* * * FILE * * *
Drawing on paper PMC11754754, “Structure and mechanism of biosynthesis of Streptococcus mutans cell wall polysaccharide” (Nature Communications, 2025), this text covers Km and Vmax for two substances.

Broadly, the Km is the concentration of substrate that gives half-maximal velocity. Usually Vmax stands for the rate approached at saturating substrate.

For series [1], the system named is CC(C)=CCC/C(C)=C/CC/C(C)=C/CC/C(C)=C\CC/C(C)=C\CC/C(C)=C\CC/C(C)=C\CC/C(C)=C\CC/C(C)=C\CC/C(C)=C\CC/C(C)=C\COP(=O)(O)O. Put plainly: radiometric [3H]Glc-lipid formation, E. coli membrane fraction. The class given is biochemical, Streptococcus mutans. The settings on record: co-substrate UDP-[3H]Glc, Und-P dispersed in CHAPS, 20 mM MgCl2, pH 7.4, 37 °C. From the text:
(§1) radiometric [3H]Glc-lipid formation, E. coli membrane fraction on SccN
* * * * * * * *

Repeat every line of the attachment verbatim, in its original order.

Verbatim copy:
Drawing on paper PMC11754754, “Structure and mechanism of biosynthesis of Streptococcus mutans cell wall polysaccharide” (Nature Communications, 2025), this text covers Km and Vmax for two substances.

Broadly, the Km is the concentration of substrate that gives half-maximal velocity. Usually Vmax stands for the rate approached at saturating substrate.

For series [1], the system named is CC(C)=CCC/C(C)=C/CC/C(C)=C/CC/C(C)=C\CC/C(C)=C\CC/C(C)=C\CC/C(C)=C\CC/C(C)=C\CC/C(C)=C\CC/C(C)=C\CC/C(C)=C\COP(=O)(O)O. Put plainly: radiometric [3H]Glc-lipid formation, E. coli membrane fraction. The class given is biochemical, Streptococcus mutans. The settings on record: co-substrate UDP-[3H]Glc, Und-P dispersed in CHAPS, 20 mM MgCl2, pH 7.4, 37 °C. From the text:
(§1) radiometric [3H]Glc-lipid formation, E. coli membrane fraction on SccN